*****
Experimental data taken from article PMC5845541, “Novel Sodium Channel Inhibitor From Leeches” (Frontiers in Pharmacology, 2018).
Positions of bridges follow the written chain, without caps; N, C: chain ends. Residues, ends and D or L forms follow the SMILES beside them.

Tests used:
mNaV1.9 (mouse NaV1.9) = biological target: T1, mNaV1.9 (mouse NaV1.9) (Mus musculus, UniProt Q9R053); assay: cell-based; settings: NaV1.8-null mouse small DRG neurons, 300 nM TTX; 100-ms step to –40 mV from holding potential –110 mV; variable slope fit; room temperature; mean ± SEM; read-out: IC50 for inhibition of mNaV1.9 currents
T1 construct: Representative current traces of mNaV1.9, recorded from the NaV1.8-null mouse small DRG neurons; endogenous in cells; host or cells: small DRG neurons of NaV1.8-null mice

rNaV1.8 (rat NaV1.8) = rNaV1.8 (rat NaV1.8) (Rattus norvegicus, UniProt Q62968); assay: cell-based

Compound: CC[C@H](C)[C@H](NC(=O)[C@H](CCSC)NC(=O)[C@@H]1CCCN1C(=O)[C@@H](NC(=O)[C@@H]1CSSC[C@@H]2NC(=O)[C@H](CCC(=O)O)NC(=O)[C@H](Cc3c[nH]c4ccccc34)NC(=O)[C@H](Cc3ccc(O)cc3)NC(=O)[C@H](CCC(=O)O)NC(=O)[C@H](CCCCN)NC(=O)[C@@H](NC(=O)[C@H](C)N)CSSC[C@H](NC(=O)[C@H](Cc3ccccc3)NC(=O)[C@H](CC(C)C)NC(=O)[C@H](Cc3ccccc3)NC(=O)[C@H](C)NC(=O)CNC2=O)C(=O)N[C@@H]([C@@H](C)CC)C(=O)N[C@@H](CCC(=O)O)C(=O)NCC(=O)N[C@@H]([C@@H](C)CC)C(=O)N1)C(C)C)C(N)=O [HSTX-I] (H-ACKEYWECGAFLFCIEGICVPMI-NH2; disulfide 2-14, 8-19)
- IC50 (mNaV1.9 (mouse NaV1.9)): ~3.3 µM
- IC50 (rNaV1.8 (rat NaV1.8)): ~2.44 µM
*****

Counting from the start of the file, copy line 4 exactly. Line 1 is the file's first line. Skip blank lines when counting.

mNaV1.9 (mouse NaV1.9) = biological target: T1, mNaV1.9 (mouse NaV1.9) (Mus musculus, UniProt Q9R053); assay: cell-based; settings: NaV1.8-null mouse small DRG neurons, 300 nM TTX; 100-ms step to –40 mV from holding potential –110 mV; variable slope fit; room temperature; mean ± SEM; read-out: IC50 for inhibition of mNaV1.9 currents